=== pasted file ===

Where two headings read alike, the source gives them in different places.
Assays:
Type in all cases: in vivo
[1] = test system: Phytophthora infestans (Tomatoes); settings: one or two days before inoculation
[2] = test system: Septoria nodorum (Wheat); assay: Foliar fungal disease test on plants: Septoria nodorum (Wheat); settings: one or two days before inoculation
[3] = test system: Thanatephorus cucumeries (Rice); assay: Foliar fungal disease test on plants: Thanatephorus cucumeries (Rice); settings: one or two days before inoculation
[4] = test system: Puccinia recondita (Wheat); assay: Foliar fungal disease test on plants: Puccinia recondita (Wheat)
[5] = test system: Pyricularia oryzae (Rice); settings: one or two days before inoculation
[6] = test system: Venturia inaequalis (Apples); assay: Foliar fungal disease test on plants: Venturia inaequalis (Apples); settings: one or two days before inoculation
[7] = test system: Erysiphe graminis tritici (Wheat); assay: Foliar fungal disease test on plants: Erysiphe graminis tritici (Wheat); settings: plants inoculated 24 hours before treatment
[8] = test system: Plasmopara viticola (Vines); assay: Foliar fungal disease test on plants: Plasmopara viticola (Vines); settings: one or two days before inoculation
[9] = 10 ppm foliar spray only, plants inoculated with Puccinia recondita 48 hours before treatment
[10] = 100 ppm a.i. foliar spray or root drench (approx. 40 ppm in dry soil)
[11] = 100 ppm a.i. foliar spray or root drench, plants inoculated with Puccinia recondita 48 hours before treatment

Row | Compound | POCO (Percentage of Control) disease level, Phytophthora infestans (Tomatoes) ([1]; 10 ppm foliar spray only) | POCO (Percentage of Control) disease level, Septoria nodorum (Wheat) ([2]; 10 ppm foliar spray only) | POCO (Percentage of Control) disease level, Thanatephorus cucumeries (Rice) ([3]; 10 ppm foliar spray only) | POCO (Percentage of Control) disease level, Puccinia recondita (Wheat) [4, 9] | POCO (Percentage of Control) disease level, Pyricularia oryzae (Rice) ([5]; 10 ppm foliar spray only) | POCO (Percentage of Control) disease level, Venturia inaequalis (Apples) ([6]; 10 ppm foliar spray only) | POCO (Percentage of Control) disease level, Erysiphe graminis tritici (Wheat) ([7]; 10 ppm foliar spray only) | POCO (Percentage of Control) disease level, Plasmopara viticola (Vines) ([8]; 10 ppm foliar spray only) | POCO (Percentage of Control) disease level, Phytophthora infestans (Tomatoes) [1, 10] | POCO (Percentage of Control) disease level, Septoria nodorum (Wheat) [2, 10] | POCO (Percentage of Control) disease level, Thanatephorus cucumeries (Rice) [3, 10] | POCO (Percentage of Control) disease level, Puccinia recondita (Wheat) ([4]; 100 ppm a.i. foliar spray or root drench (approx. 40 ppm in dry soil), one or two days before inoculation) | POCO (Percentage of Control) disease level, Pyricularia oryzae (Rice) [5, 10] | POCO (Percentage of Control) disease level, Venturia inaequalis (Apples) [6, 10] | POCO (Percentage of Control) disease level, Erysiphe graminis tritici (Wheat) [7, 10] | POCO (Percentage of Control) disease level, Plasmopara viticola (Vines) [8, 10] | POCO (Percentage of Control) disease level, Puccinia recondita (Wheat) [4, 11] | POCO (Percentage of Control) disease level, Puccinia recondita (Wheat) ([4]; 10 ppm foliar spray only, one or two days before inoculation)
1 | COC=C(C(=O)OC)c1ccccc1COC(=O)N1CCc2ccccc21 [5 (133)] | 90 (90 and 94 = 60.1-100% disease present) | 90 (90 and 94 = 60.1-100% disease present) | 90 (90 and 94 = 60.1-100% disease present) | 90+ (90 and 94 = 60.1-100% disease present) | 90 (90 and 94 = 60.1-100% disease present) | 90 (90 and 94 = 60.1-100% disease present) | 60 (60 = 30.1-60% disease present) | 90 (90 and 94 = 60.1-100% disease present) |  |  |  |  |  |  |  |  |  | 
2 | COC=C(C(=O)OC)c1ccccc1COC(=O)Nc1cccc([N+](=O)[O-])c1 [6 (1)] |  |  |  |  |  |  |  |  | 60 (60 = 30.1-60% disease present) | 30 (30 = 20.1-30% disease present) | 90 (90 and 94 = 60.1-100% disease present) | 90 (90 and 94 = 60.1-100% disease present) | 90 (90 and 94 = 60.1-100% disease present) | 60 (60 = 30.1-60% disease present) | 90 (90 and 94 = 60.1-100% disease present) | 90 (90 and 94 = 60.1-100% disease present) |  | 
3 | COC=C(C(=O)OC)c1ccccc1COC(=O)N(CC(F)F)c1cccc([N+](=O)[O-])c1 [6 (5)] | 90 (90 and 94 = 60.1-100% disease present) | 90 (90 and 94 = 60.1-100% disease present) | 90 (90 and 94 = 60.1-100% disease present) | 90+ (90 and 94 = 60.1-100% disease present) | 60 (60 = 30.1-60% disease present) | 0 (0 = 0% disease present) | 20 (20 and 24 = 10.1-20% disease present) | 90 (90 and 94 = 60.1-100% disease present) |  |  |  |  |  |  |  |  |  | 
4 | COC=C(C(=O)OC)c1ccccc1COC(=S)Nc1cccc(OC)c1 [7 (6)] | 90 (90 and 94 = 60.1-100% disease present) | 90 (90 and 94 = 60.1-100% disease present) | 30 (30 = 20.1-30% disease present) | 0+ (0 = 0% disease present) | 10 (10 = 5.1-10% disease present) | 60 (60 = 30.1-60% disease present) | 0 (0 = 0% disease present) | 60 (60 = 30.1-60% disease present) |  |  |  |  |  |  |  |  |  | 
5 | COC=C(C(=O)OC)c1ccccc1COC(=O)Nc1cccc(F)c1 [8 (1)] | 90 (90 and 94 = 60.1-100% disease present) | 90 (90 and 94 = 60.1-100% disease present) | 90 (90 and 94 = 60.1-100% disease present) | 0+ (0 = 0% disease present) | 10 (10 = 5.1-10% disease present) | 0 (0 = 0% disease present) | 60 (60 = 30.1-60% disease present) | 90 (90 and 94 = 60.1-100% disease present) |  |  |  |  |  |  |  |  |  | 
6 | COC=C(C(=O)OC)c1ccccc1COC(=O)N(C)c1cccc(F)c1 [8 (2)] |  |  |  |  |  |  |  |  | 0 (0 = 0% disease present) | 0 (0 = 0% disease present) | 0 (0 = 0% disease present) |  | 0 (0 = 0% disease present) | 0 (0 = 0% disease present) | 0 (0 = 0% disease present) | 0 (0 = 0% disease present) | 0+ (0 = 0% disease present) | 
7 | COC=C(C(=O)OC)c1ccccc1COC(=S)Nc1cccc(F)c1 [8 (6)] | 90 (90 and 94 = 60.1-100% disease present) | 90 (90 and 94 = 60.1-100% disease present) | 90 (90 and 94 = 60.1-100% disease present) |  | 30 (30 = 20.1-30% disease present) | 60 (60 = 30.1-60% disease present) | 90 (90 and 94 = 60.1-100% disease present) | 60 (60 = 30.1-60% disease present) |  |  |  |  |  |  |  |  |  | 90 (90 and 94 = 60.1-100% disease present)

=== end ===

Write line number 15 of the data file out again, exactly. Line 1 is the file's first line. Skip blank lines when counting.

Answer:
Row | Compound | POCO (Percentage of Control) disease level, Phytophthora infestans (Tomatoes) ([1]; 10 ppm foliar spray only) | POCO (Percentage of Control) disease level, Septoria nodorum (Wheat) ([2]; 10 ppm foliar spray only) | POCO (Percentage of Control) disease level, Thanatephorus cucumeries (Rice) ([3]; 10 ppm foliar spray only) | POCO (Percentage of Control) disease level, Puccinia recondita (Wheat) [4, 9] | POCO (Percentage of Control) disease level, Pyricularia oryzae (Rice) ([5]; 10 ppm foliar spray only) | POCO (Percentage of Control) disease level, Venturia inaequalis (Apples) ([6]; 10 ppm foliar spray only) | POCO (Percentage of Control) disease level, Erysiphe graminis tritici (Wheat) ([7]; 10 ppm foliar spray only) | POCO (Percentage of Control) disease level, Plasmopara viticola (Vines) ([8]; 10 ppm foliar spray only) | POCO (Percentage of Control) disease level, Phytophthora infestans (Tomatoes) [1, 10] | POCO (Percentage of Control) disease level, Septoria nodorum (Wheat) [2, 10] | POCO (Percentage of Control) disease level, Thanatephorus cucumeries (Rice) [3, 10] | POCO (Percentage of Control) disease level, Puccinia recondita (Wheat) ([4]; 100 ppm a.i. foliar spray or root drench (approx. 40 ppm in dry soil), one or two days before inoculation) | POCO (Percentage of Control) disease level, Pyricularia oryzae (Rice) [5, 10] | POCO (Percentage of Control) disease level, Venturia inaequalis (Apples) [6, 10] | POCO (Percentage of Control) disease level, Erysiphe graminis tritici (Wheat) [7, 10] | POCO (Percentage of Control) disease level, Plasmopara viticola (Vines) [8, 10] | POCO (Percentage of Control) disease level, Puccinia recondita (Wheat) [4, 11] | POCO (Percentage of Control) disease level, Puccinia recondita (Wheat) ([4]; 10 ppm foliar spray only, one or two days before inoculation)